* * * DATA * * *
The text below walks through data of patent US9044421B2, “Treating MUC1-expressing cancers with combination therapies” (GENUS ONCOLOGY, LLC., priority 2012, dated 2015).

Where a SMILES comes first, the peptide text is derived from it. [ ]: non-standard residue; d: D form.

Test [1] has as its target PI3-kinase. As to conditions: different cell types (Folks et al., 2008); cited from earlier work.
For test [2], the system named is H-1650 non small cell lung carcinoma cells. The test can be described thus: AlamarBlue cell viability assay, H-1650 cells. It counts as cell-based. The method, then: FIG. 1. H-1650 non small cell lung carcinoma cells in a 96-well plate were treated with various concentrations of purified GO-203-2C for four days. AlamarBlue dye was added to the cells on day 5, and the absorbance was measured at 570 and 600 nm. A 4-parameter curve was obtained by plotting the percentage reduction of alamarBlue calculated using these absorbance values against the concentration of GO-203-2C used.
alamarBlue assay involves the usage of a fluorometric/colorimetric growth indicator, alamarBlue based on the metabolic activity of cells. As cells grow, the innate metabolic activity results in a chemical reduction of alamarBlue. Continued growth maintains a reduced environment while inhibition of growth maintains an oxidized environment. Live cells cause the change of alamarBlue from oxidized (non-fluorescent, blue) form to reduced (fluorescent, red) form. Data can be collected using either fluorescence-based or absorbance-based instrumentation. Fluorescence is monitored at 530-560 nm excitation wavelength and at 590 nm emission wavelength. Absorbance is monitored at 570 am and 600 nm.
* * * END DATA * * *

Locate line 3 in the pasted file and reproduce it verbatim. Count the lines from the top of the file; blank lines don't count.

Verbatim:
Test [1] has as its target PI3-kinase. As to conditions: different cell types (Folks et al., 2008); cited from earlier work.